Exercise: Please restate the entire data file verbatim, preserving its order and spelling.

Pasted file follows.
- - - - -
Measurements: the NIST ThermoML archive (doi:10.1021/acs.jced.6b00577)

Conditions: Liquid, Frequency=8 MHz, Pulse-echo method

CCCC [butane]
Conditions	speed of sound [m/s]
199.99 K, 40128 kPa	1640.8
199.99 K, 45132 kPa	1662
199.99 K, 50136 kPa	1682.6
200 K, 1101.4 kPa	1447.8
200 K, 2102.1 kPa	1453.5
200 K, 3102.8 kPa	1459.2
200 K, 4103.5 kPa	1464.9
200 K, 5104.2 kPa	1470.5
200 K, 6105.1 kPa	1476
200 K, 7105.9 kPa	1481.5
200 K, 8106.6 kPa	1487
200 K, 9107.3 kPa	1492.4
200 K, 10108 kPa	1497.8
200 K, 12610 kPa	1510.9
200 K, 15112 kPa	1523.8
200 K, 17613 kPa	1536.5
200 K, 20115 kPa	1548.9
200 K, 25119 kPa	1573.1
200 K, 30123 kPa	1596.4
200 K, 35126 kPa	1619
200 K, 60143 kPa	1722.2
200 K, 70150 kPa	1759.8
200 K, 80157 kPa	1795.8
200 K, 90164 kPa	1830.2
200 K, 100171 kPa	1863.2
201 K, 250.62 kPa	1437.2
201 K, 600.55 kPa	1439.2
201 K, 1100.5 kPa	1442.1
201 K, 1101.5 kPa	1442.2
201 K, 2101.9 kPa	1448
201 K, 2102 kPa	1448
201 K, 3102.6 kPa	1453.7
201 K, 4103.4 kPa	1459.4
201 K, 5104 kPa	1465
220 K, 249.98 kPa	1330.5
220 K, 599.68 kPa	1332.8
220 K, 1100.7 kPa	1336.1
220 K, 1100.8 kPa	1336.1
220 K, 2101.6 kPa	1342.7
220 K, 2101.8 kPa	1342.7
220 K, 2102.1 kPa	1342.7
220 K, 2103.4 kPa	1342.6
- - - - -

Measurements: the NIST ThermoML archive (doi:10.1021/acs.jced.6b00577)

Conditions: Liquid, Frequency=8 MHz, Pulse-echo method

CCCC [butane]
Conditions	speed of sound [m/s]
199.99 K, 40128 kPa	1640.8
199.99 K, 45132 kPa	1662
199.99 K, 50136 kPa	1682.6
200 K, 1101.4 kPa	1447.8
200 K, 2102.1 kPa	1453.5
200 K, 3102.8 kPa	1459.2
200 K, 4103.5 kPa	1464.9
200 K, 5104.2 kPa	1470.5
200 K, 6105.1 kPa	1476
200 K, 7105.9 kPa	1481.5
200 K, 8106.6 kPa	1487
200 K, 9107.3 kPa	1492.4
200 K, 10108 kPa	1497.8
200 K, 12610 kPa	1510.9
200 K, 15112 kPa	1523.8
200 K, 17613 kPa	1536.5
200 K, 20115 kPa	1548.9
200 K, 25119 kPa	1573.1
200 K, 30123 kPa	1596.4
200 K, 35126 kPa	1619
200 K, 60143 kPa	1722.2
200 K, 70150 kPa	1759.8
200 K, 80157 kPa	1795.8
200 K, 90164 kPa	1830.2
200 K, 100171 kPa	1863.2
201 K, 250.62 kPa	1437.2
201 K, 600.55 kPa	1439.2
201 K, 1100.5 kPa	1442.1
201 K, 1101.5 kPa	1442.2
201 K, 2101.9 kPa	1448
201 K, 2102 kPa	1448
201 K, 3102.6 kPa	1453.7
201 K, 4103.4 kPa	1459.4
201 K, 5104 kPa	1465
220 K, 249.98 kPa	1330.5
220 K, 599.68 kPa	1332.8
220 K, 1100.7 kPa	1336.1
220 K, 1100.8 kPa	1336.1
220 K, 2101.6 kPa	1342.7
220 K, 2101.8 kPa	1342.7
220 K, 2102.1 kPa	1342.7
220 K, 2103.4 kPa	1342.6